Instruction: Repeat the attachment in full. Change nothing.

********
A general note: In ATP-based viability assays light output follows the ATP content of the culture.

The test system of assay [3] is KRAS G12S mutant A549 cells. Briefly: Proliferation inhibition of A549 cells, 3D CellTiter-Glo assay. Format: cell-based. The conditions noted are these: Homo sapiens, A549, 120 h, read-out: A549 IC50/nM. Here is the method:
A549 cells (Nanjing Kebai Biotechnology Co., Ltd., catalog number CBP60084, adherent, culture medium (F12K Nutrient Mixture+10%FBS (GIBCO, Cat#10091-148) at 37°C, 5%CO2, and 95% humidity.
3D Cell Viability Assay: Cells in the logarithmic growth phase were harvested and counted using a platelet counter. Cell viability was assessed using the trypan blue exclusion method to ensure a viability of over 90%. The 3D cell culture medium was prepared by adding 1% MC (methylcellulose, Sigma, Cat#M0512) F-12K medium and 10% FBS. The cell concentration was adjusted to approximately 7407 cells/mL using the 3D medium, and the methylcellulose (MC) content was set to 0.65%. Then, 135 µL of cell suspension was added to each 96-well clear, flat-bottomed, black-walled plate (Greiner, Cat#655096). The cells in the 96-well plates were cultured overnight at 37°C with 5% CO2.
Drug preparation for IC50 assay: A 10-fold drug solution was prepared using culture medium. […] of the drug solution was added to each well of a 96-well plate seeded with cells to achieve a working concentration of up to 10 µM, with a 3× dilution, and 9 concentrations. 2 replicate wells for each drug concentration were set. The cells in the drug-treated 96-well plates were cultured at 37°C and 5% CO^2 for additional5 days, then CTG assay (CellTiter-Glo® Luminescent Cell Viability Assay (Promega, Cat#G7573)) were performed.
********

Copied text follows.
A general note: In ATP-based viability assays light output follows the ATP content of the culture.

The test system of assay [3] is KRAS G12S mutant A549 cells. Briefly: Proliferation inhibition of A549 cells, 3D CellTiter-Glo assay. Format: cell-based. The conditions noted are these: Homo sapiens, A549, 120 h, read-out: A549 IC50/nM. Here is the method:
A549 cells (Nanjing Kebai Biotechnology Co., Ltd., catalog number CBP60084, adherent, culture medium (F12K Nutrient Mixture+10%FBS (GIBCO, Cat#10091-148) at 37°C, 5%CO2, and 95% humidity.
3D Cell Viability Assay: Cells in the logarithmic growth phase were harvested and counted using a platelet counter. Cell viability was assessed using the trypan blue exclusion method to ensure a viability of over 90%. The 3D cell culture medium was prepared by adding 1% MC (methylcellulose, Sigma, Cat#M0512) F-12K medium and 10% FBS. The cell concentration was adjusted to approximately 7407 cells/mL using the 3D medium, and the methylcellulose (MC) content was set to 0.65%. Then, 135 µL of cell suspension was added to each 96-well clear, flat-bottomed, black-walled plate (Greiner, Cat#655096). The cells in the 96-well plates were cultured overnight at 37°C with 5% CO2.
Drug preparation for IC50 assay: A 10-fold drug solution was prepared using culture medium. […] of the drug solution was added to each well of a 96-well plate seeded with cells to achieve a working concentration of up to 10 µM, with a 3× dilution, and 9 concentrations. 2 replicate wells for each drug concentration were set. The cells in the drug-treated 96-well plates were cultured at 37°C and 5% CO^2 for additional5 days, then CTG assay (CellTiter-Glo® Luminescent Cell Viability Assay (Promega, Cat#G7573)) were performed.